Amazon unveils streaming media device
Amazon wants to be the brain — and the heart — inside your big-screen TV.
On Wednesday the company introduced a small black box called Amazon fireTV that enables television sets to access Internet programming, including streaming shows from its Amazon Prime subscription service, and a giant library of video games.
The device will cost $99 and will start shipping immediately.
With it, Amazon will compete head-on both with streaming gadgets like Apple TV and console makers like Microsoft and Sony.
All of these companies, in various ways and for various reasons, want to supplement — and, over time, possibly replace — the set top boxes from cable and satellite companies that sit in most living rooms.
Amazon’s fireTV has a couple unique features, including a remote control with a voice recognition search feature, so a user can speak the name a show, actor or topic and find that content.
Perhaps most importantly, the device doubles as a casual gaming console; the company says it will have a library of thousands of games available to users, some free and others that exist as paid apps. Amazon announced a gaming controller that will sell for $39.99.
The device may help advance Amazon’s streaming TV ambitions. The company has started to introduce original shows, like “Alpha House” and “Betas,” and has spent handsome sums of money to secure exclusive rights to other shows, like past seasons of Fox’s “24.” But its streaming service is a fraction of the size of Netflix.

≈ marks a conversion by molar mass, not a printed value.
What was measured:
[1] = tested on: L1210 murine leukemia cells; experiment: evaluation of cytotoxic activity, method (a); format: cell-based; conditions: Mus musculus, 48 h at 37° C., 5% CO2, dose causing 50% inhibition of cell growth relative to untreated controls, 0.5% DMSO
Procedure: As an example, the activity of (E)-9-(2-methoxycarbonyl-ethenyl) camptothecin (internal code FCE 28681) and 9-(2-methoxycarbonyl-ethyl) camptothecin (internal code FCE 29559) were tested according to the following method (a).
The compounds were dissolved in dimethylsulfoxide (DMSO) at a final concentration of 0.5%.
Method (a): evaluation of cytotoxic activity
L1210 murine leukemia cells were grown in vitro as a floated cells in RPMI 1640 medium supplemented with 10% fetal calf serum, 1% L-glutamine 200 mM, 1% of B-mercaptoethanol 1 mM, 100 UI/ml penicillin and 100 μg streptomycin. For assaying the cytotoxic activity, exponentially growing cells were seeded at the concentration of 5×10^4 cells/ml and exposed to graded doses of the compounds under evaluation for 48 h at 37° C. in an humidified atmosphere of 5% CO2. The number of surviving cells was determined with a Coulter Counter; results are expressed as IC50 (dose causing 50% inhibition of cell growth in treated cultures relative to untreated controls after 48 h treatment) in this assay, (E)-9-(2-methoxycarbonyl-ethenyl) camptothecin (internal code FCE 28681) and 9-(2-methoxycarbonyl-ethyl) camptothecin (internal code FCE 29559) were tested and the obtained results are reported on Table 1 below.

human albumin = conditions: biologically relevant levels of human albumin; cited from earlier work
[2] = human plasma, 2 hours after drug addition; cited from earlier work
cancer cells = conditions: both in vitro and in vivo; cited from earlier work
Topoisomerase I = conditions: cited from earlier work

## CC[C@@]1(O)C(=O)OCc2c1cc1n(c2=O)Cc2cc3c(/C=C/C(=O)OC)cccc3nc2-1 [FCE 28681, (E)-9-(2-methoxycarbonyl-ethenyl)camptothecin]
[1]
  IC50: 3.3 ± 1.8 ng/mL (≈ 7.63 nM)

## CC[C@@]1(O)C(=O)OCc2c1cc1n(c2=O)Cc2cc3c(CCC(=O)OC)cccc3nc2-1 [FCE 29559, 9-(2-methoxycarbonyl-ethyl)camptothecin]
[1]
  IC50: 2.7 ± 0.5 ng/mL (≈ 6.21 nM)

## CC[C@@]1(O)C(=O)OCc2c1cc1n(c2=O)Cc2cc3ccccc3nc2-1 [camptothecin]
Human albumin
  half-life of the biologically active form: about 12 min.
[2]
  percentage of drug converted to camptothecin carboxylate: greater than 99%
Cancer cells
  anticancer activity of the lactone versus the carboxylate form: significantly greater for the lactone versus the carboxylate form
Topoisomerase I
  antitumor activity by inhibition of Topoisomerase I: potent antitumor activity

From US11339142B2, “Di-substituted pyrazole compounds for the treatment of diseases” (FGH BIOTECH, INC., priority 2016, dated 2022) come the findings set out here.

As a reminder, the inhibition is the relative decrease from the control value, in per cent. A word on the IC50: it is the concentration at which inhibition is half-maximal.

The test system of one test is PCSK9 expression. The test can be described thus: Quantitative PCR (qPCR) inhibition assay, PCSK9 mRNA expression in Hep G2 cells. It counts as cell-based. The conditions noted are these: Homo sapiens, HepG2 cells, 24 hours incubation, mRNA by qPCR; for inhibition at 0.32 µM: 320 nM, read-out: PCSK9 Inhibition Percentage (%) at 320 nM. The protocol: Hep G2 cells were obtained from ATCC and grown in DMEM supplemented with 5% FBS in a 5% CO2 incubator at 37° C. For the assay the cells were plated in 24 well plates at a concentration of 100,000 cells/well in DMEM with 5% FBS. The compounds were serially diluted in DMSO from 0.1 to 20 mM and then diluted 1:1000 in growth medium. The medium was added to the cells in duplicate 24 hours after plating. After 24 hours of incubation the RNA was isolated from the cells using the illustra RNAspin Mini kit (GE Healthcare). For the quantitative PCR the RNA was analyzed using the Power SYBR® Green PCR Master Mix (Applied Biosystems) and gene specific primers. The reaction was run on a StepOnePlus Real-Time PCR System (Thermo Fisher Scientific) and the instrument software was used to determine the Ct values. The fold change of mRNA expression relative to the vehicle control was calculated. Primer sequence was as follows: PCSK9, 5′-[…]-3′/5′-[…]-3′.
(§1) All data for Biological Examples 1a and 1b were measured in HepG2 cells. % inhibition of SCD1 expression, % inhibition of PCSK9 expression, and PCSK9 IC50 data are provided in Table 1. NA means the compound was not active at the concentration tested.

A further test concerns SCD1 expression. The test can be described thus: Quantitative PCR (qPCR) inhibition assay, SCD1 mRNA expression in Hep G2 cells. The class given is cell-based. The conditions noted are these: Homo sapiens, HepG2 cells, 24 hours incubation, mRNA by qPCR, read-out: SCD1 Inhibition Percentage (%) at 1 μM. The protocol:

At a press event in Manhattan, Amazon differentiated fireTV by reading snippets of negative user reviews of other streaming media gadgets from Amazon.com. The complaints called out competitors like Google, Microsoft, Apple, Samsung and Vizio by name.
The company said it identified three big issues that make streaming devices “too frustrating:” inadequate search tools, sluggish performance and closed ecosystems of apps.
Peter Larsen, an Amazon vice president, said fireTV specifically addressed gripes with dongles like Google Chromecast and boxes like Apple TV.
He called the new device “tiny” and “incredibly powerful.”
One feature, called ASAP, predicts what TV episodes a user might watch next, and “queues them up so that they start instantly,” Larsen said.
To underscore the point that fireTV doesn’t just exist to support its Amazon Prime service, the demonstration showed off non-Amazon programs like NBC’s “Chicago Fire.”
“It’s the easiest place to watch Netflix,” Larsen said pointedly.
But the event also included a highlight reel for Amazon Studios’ original shows, including a second season of “Alpha House,” which is in production now.
“Customers are loving these shows,” Larsen said.
Amazon also highlighted fireTV’s easy access to its children’s programming interface, called FreeTime, and music and photos.
By Brian Stelter